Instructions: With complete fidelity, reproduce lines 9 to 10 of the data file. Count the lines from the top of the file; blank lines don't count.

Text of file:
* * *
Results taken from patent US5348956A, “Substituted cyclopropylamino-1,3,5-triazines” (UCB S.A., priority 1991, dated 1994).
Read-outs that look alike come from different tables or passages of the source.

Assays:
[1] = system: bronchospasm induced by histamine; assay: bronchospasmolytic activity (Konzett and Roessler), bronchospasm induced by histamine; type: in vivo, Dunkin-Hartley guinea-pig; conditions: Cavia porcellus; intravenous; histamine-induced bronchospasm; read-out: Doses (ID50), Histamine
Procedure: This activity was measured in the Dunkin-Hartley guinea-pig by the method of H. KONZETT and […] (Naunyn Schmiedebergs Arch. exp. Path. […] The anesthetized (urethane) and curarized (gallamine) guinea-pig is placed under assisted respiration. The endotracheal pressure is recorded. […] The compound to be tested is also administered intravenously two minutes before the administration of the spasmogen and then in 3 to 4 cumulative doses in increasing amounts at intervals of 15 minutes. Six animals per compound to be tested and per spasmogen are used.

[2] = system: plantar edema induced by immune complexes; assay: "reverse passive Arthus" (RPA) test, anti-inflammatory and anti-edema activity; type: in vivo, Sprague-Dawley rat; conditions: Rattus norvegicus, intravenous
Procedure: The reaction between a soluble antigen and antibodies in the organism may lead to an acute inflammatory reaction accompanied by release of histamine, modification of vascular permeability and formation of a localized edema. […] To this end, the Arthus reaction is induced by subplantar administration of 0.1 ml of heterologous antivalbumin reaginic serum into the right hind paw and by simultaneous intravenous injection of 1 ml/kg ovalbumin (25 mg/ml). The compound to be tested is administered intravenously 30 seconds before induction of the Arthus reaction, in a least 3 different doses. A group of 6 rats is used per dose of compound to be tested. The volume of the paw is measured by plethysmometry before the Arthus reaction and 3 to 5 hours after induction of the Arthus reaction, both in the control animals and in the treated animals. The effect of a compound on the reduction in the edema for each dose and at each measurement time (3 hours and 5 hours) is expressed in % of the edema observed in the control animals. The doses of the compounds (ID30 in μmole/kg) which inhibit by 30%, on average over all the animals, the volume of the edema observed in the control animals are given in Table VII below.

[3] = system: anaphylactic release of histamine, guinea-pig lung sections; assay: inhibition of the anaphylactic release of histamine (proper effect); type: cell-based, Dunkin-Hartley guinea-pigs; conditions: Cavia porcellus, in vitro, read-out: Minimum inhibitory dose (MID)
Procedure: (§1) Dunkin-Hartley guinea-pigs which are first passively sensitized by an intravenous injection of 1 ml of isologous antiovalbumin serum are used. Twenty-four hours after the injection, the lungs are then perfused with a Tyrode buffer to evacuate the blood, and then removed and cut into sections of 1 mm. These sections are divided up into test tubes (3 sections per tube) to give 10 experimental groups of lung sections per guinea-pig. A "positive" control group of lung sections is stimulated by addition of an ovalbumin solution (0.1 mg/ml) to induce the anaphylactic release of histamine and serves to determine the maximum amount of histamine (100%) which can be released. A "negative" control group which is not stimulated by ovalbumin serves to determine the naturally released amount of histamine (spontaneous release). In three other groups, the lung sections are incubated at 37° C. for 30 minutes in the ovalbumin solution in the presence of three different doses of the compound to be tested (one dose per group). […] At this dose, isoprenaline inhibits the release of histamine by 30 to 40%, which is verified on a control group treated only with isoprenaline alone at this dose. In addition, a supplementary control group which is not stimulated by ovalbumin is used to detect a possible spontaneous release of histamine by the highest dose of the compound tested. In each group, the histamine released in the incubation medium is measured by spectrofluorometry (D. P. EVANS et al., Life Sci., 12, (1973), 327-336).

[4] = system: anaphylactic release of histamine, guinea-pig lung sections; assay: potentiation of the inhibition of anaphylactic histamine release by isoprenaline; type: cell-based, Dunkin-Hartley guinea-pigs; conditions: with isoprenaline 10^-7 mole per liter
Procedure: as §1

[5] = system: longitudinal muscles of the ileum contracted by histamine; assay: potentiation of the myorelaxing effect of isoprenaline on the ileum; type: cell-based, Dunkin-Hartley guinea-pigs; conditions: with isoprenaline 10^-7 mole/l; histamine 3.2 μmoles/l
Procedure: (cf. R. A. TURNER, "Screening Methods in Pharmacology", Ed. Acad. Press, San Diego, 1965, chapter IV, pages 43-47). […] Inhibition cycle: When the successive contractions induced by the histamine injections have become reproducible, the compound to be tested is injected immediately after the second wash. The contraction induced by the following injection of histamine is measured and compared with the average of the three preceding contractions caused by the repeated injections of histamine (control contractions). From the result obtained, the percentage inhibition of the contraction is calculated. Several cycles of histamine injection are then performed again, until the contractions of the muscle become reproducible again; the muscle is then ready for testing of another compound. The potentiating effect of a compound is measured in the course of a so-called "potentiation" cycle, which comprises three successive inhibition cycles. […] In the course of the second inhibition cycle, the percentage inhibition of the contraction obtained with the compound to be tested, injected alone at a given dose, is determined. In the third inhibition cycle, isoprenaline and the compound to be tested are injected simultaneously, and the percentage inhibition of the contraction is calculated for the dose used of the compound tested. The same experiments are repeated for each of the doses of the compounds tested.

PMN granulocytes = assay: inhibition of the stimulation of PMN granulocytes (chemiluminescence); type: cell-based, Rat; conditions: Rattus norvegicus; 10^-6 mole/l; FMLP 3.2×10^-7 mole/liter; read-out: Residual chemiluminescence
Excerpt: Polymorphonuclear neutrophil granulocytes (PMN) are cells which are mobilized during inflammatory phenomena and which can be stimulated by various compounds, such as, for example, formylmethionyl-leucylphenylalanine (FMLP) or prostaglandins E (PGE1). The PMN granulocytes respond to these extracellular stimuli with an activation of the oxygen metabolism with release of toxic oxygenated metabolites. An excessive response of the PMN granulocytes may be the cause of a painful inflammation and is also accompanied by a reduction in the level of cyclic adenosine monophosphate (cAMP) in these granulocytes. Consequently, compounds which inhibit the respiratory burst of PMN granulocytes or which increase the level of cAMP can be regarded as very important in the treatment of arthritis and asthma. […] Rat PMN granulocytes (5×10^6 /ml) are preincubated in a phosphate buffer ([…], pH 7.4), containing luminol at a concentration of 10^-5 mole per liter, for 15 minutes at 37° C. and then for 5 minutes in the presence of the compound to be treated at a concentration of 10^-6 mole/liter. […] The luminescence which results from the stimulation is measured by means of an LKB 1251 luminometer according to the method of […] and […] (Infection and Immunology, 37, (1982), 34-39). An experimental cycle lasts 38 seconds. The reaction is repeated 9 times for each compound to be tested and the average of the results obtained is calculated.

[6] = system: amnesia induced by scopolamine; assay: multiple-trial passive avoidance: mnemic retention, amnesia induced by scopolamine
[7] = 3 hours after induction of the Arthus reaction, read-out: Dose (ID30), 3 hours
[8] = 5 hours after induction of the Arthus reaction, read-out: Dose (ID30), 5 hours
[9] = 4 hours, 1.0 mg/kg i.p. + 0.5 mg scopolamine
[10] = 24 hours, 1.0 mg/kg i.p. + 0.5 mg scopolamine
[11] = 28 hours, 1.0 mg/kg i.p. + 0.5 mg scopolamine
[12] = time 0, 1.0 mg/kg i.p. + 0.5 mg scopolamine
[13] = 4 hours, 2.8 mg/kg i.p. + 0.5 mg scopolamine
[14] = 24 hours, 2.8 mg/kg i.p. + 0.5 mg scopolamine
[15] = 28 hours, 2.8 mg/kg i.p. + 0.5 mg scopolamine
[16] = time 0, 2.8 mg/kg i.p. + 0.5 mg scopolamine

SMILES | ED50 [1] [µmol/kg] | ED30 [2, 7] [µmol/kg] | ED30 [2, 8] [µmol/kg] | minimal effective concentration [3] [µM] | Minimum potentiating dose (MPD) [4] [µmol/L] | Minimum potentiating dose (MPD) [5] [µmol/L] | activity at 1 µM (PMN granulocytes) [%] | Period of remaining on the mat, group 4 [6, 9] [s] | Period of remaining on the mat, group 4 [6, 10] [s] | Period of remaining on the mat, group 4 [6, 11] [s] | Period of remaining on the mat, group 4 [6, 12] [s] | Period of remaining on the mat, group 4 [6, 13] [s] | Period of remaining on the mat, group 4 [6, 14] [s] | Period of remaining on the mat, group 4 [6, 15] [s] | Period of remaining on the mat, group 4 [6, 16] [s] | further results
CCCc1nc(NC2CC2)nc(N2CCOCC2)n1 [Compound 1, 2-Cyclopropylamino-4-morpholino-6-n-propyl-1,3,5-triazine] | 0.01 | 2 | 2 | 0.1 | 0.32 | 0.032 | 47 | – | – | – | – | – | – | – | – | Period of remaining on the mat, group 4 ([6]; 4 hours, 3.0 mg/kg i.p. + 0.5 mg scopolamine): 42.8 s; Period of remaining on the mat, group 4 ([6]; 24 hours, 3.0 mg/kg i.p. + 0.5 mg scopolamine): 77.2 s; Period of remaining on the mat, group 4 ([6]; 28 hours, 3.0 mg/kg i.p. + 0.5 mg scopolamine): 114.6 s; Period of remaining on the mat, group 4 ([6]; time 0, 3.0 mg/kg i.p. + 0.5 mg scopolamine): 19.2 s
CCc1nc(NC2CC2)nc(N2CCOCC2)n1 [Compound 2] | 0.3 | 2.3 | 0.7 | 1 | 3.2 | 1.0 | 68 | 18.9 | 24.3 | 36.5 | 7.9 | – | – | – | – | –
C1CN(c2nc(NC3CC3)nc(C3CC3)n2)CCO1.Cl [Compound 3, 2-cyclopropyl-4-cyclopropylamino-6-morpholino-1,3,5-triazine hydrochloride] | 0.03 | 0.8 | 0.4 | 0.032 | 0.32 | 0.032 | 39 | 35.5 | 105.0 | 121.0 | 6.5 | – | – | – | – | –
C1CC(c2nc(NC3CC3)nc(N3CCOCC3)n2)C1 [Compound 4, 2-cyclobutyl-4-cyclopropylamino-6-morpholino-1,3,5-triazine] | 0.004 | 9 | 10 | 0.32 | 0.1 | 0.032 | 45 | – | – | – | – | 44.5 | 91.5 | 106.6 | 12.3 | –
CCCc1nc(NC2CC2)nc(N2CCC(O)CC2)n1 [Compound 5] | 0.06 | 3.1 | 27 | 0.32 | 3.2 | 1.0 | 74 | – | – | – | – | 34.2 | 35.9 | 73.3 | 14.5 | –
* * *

Procedure: (§1) Dunkin-Hartley guinea-pigs which are first passively sensitized by an intravenous injection of 1 ml of isologous antiovalbumin serum are used. Twenty-four hours after the injection, the lungs are then perfused with a Tyrode buffer to evacuate the blood, and then removed and cut into sections of 1 mm. These sections are divided up into test tubes (3 sections per tube) to give 10 experimental groups of lung sections per guinea-pig. A "positive" control group of lung sections is stimulated by addition of an ovalbumin solution (0.1 mg/ml) to induce the anaphylactic release of histamine and serves to determine the maximum amount of histamine (100%) which can be released. A "negative" control group which is not stimulated by ovalbumin serves to determine the naturally released amount of histamine (spontaneous release). In three other groups, the lung sections are incubated at 37° C. for 30 minutes in the ovalbumin solution in the presence of three different doses of the compound to be tested (one dose per group). […] At this dose, isoprenaline inhibits the release of histamine by 30 to 40%, which is verified on a control group treated only with isoprenaline alone at this dose. In addition, a supplementary control group which is not stimulated by ovalbumin is used to detect a possible spontaneous release of histamine by the highest dose of the compound tested. In each group, the histamine released in the incubation medium is measured by spectrofluorometry (D. P. EVANS et al., Life Sci., 12, (1973), 327-336).

[4] = system: anaphylactic release of histamine, guinea-pig lung sections; assay: potentiation of the inhibition of anaphylactic histamine release by isoprenaline; type: cell-based, Dunkin-Hartley guinea-pigs; conditions: with isoprenaline 10^-7 mole per liter